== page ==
Millennials, people born between the early 1980s and the early 2000s (also known as “Generation Y”), are now the largest living generation in the United States and many other places in the world. This fact should increase insurance carriers’ desire to tailor products to this influential demographic and communicate with them via their preferred channels, especially considering their growing economic influence.
But despite a combined global spending power of $2.45 trillion in 2015 for Gen Y, insurers have struggled to win over these young adults.
Millennials are the most underinsured generation, according to Nielsen. This can be explained in part by a shaky economy during some of their crucial development years that delayed major milestones, such as buying a home or car. Insurers’ failure to maximize the millennial opportunity is also partially due to not speaking Gen Y’s language. Today’s digital natives (people who grew up online with social media) demand a social media presence, and not just a token one. Insurers should offer customers (as well as users and agents) a full digital experience enriched by social media channels and with real-time, accurate data-flow through any channel or device.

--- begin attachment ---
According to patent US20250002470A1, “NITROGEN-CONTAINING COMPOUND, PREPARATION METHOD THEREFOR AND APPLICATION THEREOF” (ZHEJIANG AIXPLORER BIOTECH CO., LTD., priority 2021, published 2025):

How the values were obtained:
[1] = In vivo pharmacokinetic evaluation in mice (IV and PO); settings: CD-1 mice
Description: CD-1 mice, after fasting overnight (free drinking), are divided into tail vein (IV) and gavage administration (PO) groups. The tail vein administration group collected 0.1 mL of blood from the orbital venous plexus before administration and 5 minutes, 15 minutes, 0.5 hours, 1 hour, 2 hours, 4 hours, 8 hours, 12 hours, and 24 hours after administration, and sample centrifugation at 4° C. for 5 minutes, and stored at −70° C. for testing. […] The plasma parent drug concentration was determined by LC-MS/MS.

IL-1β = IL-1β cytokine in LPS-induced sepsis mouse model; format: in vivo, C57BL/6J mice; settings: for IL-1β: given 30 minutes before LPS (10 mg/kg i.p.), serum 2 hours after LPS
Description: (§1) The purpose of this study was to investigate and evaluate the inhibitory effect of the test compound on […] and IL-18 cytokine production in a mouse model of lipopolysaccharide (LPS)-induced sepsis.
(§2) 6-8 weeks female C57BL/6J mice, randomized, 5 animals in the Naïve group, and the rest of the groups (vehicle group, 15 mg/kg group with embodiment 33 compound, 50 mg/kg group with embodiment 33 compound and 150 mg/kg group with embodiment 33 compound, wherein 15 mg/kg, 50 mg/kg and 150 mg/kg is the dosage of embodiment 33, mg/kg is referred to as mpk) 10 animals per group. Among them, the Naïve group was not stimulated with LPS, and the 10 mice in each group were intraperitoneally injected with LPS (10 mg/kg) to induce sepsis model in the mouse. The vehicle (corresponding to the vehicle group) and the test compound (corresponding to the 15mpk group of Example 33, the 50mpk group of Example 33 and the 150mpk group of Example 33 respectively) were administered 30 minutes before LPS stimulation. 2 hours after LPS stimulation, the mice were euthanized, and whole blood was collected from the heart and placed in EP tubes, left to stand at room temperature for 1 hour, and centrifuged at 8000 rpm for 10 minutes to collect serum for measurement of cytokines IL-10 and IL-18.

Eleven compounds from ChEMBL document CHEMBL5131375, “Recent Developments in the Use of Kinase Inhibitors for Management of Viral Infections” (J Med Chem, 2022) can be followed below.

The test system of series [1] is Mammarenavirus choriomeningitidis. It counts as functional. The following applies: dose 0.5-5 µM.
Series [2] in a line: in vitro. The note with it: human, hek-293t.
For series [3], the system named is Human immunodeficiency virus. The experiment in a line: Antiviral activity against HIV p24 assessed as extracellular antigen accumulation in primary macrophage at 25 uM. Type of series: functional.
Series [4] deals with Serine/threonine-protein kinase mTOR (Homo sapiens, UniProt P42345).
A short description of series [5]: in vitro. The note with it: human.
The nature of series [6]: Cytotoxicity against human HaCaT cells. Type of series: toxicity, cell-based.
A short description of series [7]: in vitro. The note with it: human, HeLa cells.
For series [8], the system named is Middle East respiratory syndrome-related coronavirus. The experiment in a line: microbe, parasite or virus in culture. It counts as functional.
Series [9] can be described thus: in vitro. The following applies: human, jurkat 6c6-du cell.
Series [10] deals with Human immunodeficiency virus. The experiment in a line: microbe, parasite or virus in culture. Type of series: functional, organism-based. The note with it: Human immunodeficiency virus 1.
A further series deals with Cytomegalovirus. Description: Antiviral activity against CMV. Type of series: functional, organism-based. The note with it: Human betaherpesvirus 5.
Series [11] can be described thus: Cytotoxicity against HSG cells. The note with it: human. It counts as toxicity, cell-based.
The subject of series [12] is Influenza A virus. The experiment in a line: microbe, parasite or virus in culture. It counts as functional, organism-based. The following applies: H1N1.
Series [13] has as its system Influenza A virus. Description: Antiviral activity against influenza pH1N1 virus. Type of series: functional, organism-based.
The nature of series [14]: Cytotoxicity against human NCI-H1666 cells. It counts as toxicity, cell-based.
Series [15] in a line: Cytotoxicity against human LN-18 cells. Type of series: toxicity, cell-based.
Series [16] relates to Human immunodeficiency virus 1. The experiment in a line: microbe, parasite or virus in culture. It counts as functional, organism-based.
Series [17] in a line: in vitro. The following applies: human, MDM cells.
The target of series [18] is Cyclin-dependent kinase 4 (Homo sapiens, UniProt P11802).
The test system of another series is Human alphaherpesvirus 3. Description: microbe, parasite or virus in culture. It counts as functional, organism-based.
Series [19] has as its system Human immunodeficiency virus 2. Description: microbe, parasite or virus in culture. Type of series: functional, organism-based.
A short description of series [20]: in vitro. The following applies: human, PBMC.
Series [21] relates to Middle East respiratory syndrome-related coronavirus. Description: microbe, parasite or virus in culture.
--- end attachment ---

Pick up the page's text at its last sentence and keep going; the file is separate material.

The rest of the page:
A failure to communicate effectively with millennials risks prolonging this important segment’s alienation from insurers.
“Millennials hate traditional channels. They hate getting mail, talking to CSRs, and meeting agents in person. Failure to provide millennials an online resource for both information and interaction precludes an insurer from the opportunity of doing business,” stated research firm Novarica.
To counteract this dissatisfaction, insurers would be wise to obtain a quality policy administration system and full digital suite that will enable them to offer a branded portal and personalized communications.
And by posting the right types of content on social media sites, insurers can interest millennials. These sites of course include traditional favorites, such as Facebook and Twitter, but also more visual sites, such as Instagram and Pinterest. Insurers can act quickly to limit and possibly eliminate damage to their brands (brand advocacy) by using scanning software to find negative comments on social media. This type of approach depends upon a reliable big data and analytics solution, and personnel that is empowered to act quickly.
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